Tuesday, 15 April 2014


Hugo was born with a tongue tie. It's something that affects 1 in 10 babies and is more common among boys. 

Midwifes used to check routinely when babies were born and simply tear the tongue tie themselves using a nail or such like. Obviously this led to infections and so now it's done using a sterilised pair of small scissors. It's an incredibly simple procedure.

My midwife noticed the tongue tie on her first visit - the day after Hugo was born. She said that this could be affecting how easily he was able to latch on to the breast so could make breastfeeding more difficult. She referred us that day and said it should be up to 10 days for an appointment. 

10 days later and we were still waiting for a letter or phonecall. Breastfeeding was indeed difficult because he struggled with his latch and my boobs were starting to get very tender. He was having to work harder at the boob so was sleepy and taking a long time at each feed. I was constantly re-latching him and this was the only reason that I was able to last so long, as I didn't put up with pain.

It can make is near on impossible for women to breastfeed when a baby has tongue tie and the professionals were astounded at how well I was doing. It's therefore incredibly frustrating that throughout the pregnancy and birth, all health professionals in the nhs are guided to drill in to you the importance of breastfeeding, yet they can't do a simple snip of the tongue as a routine post-birth check which could make all the difference.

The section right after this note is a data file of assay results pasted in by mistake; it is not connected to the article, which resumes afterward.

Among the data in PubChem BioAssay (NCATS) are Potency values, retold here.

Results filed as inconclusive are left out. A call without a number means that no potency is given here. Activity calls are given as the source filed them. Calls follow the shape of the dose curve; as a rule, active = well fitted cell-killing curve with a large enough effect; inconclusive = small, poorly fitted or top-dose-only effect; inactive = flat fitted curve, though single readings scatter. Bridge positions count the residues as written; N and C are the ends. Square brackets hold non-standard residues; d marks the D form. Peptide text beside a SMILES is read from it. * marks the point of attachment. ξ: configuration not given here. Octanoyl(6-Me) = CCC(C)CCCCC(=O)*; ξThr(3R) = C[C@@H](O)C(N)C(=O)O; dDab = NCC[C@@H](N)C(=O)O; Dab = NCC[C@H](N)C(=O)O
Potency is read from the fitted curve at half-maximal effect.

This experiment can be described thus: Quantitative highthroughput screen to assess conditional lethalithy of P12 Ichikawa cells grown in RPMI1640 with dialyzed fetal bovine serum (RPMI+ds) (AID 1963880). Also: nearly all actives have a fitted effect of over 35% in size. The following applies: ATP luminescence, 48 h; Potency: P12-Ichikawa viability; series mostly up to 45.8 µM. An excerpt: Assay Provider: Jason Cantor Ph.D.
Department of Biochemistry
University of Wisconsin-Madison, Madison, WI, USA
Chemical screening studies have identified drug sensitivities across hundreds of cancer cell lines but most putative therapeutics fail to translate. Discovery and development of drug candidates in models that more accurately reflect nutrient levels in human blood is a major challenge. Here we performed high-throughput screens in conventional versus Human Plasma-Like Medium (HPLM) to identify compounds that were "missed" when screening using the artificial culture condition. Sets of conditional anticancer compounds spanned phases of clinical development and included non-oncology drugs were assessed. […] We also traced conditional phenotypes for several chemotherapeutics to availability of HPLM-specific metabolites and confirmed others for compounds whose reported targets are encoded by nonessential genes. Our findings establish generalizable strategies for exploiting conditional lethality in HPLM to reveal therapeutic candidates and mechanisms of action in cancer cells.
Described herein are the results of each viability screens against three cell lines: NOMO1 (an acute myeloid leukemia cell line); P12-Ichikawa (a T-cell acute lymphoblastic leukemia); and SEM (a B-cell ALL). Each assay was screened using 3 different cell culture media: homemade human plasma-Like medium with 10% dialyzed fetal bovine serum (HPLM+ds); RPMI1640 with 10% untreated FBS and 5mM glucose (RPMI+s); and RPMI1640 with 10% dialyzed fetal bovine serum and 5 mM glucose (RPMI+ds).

When my health visitor came on the 10th working day since the referral she called to follow up and gave us a number to call as well as a number for a complaint which she advised us to do. 

We called the following week and were told that there was a delay due to the one(!) doctor in the region qualified to do the procedure being off sick. They had apparently had a 'crisis' meeting and were holding extra surgeries to keep up with the demand. 

We were booked in for the following week - so Hugo was 3 weeks and 3 days. That's 3 weeks and 3 days of unnecessarily frustrating feeds if the procedure could be done at birth.

The doctor was an hour late, but luckily Hugo is a very content little man! I was getting stressed as I hated the idea of inflicting any pain or discomfort on to Hugo. I needn't had been, as he barely flinched. He was understandably a little resistant as the doctor and nurse opened his mouth, but the snip lasted a couple of seconds and he didn't feel a thing. The doctor simply dabed it with a cotton wool pad to soak up any blood and passed him back to me.

I was led into a room to breastfeed in private and the doctor advised me to make sure he doesn't fall asleep at the boob, to rid of old habits. He was able to latch straight away and I saw signs of improvement, but was just relieved that he wasn't in pain and could feed. 

Adi and I are fully intending to do something to help put tongue tie on the agenda. Something so simple can be all the difference between breastfeeding and not. Tongue tie can also lead to speech problems, yet is often not picked up until such a time, when the procedure does become a bigger thing and inflict pain. 

Why can't all babies be checked for tongue tie by the doctor who does the routine post-birth check? Why can't that doctor be trained to do the procedure? Why isn't there more than one doctor able to do it in my region? Why does it take so long for the referral? Why do different regions have different standards, with some refusing to do it all together unless it affects speech?

Answers on a postcard. 

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